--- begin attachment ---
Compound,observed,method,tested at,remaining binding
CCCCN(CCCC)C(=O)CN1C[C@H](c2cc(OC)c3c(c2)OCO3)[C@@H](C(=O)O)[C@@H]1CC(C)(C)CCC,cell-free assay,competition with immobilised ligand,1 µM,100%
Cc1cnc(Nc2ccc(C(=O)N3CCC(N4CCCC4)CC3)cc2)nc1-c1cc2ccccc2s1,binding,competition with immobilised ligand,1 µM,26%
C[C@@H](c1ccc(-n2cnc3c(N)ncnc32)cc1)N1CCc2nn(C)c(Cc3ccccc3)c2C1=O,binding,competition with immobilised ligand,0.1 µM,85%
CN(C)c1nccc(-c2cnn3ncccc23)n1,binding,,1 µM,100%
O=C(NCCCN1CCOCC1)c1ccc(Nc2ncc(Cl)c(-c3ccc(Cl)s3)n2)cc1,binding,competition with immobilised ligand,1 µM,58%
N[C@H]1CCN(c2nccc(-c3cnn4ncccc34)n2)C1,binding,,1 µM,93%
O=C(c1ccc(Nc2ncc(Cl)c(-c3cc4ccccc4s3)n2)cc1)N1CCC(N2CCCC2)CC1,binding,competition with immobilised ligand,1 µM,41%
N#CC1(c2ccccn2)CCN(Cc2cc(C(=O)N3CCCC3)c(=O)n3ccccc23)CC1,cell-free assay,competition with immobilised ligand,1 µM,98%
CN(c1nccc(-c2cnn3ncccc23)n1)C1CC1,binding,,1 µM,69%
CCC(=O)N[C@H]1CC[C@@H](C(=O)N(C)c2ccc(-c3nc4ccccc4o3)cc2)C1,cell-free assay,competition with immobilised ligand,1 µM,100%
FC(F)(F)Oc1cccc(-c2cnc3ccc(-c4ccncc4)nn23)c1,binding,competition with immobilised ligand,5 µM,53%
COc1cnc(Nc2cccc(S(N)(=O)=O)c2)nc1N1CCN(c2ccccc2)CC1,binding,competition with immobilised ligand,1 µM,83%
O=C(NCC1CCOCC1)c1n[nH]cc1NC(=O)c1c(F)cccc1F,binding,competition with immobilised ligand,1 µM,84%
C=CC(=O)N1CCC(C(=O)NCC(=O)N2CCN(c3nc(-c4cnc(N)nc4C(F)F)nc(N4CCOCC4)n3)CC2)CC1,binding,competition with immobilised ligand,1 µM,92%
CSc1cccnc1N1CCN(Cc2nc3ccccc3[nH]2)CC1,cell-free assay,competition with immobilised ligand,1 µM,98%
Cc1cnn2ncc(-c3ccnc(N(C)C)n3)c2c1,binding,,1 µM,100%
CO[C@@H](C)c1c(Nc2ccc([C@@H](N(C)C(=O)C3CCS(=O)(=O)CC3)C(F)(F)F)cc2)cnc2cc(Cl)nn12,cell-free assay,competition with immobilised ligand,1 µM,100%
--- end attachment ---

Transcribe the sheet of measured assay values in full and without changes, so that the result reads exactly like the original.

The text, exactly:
Compound,observed,method,tested at,remaining binding
CCCCN(CCCC)C(=O)CN1C[C@H](c2cc(OC)c3c(c2)OCO3)[C@@H](C(=O)O)[C@@H]1CC(C)(C)CCC,cell-free assay,competition with immobilised ligand,1 µM,100%
Cc1cnc(Nc2ccc(C(=O)N3CCC(N4CCCC4)CC3)cc2)nc1-c1cc2ccccc2s1,binding,competition with immobilised ligand,1 µM,26%
C[C@@H](c1ccc(-n2cnc3c(N)ncnc32)cc1)N1CCc2nn(C)c(Cc3ccccc3)c2C1=O,binding,competition with immobilised ligand,0.1 µM,85%
CN(C)c1nccc(-c2cnn3ncccc23)n1,binding,,1 µM,100%
O=C(NCCCN1CCOCC1)c1ccc(Nc2ncc(Cl)c(-c3ccc(Cl)s3)n2)cc1,binding,competition with immobilised ligand,1 µM,58%
N[C@H]1CCN(c2nccc(-c3cnn4ncccc34)n2)C1,binding,,1 µM,93%
O=C(c1ccc(Nc2ncc(Cl)c(-c3cc4ccccc4s3)n2)cc1)N1CCC(N2CCCC2)CC1,binding,competition with immobilised ligand,1 µM,41%
N#CC1(c2ccccn2)CCN(Cc2cc(C(=O)N3CCCC3)c(=O)n3ccccc23)CC1,cell-free assay,competition with immobilised ligand,1 µM,98%
CN(c1nccc(-c2cnn3ncccc23)n1)C1CC1,binding,,1 µM,69%
CCC(=O)N[C@H]1CC[C@@H](C(=O)N(C)c2ccc(-c3nc4ccccc4o3)cc2)C1,cell-free assay,competition with immobilised ligand,1 µM,100%
FC(F)(F)Oc1cccc(-c2cnc3ccc(-c4ccncc4)nn23)c1,binding,competition with immobilised ligand,5 µM,53%
COc1cnc(Nc2cccc(S(N)(=O)=O)c2)nc1N1CCN(c2ccccc2)CC1,binding,competition with immobilised ligand,1 µM,83%
O=C(NCC1CCOCC1)c1n[nH]cc1NC(=O)c1c(F)cccc1F,binding,competition with immobilised ligand,1 µM,84%
C=CC(=O)N1CCC(C(=O)NCC(=O)N2CCN(c3nc(-c4cnc(N)nc4C(F)F)nc(N4CCOCC4)n3)CC2)CC1,binding,competition with immobilised ligand,1 µM,92%
CSc1cccnc1N1CCN(Cc2nc3ccccc3[nH]2)CC1,cell-free assay,competition with immobilised ligand,1 µM,98%
Cc1cnn2ncc(-c3ccnc(N(C)C)n3)c2c1,binding,,1 µM,100%
CO[C@@H](C)c1c(Nc2ccc([C@@H](N(C)C(=O)C3CCS(=O)(=O)CC3)C(F)(F)F)cc2)cnc2cc(Cl)nn12,cell-free assay,competition with immobilised ligand,1 µM,100%